Bioethics students often consider new and controversial ethical issues. They also engage with long-standing ethical issues, about which they may have already formed opinions.
In both instances, our students are taught and encouraged to approach issues critically, rationally, and with a good grounding in the best relevant research.
As a part of philosophy, bioethics develops skills that can be broadly applied to such important areas as advancing debate, causing social change, and developing a career. The UK Quality Assurance Agency for Higher Education's 2007 Subject Benchmark Statement for Philosophy identified many valuable skills imparted to students:
- Precision of thought and expression in the analysis and formulation of complex and controversial problems
- Constructing rationally persuasive arguments for or against specific philosophical claims
- Marshalling a complex body of information
- Reflecting clearly and critically on oral and written sources, employing powers of imagination, and analysis
Some of these are key personal attributes, such as the ability to:
- Think creatively, self-critically and independently
- Work autonomously
- Motivate oneself
Subject benchmark statement for philosophy (UK Quality Assurance Agency website)
The skills mentioned above are highly transferrable, meaning study in bioethics can allow the pursuit of a broad range of interesting and rewarding jobs. Much like graduates of science, mathematics, philosophy, or politics, there isn't one particular career that awaits bioethics graduates.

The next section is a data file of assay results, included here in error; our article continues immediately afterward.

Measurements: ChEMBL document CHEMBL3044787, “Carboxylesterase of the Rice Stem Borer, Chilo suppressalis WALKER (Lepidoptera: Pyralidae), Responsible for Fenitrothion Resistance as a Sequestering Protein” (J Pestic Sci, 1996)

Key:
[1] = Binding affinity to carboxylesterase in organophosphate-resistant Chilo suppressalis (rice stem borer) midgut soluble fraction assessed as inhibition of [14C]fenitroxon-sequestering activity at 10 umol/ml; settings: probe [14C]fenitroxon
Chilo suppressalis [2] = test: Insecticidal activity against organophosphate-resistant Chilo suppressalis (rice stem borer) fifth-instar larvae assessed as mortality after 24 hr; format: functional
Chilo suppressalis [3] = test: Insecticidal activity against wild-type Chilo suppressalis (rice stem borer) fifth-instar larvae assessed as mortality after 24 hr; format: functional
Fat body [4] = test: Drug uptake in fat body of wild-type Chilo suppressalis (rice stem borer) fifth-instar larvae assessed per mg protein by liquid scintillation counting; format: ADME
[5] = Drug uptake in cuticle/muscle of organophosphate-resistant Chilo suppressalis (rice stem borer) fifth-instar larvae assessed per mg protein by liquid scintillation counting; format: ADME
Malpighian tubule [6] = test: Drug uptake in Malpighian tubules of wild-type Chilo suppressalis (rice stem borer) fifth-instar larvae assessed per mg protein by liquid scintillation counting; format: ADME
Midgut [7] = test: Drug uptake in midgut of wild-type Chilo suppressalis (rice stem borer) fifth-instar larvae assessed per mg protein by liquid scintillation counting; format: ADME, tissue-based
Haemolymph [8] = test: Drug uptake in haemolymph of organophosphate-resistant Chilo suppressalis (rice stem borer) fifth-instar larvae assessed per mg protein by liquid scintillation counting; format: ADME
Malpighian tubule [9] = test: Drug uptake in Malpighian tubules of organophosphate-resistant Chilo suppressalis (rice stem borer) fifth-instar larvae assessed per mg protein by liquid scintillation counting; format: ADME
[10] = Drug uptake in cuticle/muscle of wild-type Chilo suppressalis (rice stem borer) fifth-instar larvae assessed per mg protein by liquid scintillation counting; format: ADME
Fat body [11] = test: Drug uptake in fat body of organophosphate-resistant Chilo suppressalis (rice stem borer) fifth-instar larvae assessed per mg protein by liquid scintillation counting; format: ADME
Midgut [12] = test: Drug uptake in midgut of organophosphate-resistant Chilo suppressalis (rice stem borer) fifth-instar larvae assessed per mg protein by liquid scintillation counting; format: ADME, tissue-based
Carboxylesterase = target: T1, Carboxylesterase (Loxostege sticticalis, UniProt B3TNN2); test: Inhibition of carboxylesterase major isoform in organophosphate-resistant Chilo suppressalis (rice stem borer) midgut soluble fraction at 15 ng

Bioethics students come from a range of backgrounds, including law, philosophy, medicine, the life or health sciences, religious studies, social sciences, and psychology. Given this breadth of experience, the transferability of many skills gained in bioethics is advantageous.
It means that students may apply their skills to their original field of study and enrich it further or take it in new directions.
Philosophy and your career: Audio interview and PDF guide from Dr. Clare Saunders (Open University UK website)
Bioethics Centre students have gone on to work in such diverse areas as:
- Ethical oversight of health research
- Health governance
- Academic work at such excellent institutions as the Universities of Otago, Oxford, and Cambridge
As you can see, there are a range of jobs and careers that bioethics students are particularly suited too. These include academic work in bioethics, and bioethics-related work in health care and law.
The University of Virginia's bioethics careers page describes these in detail, and it is well worth reading.
The Berman Institute of Bioethics at John Hopkins also provides good information.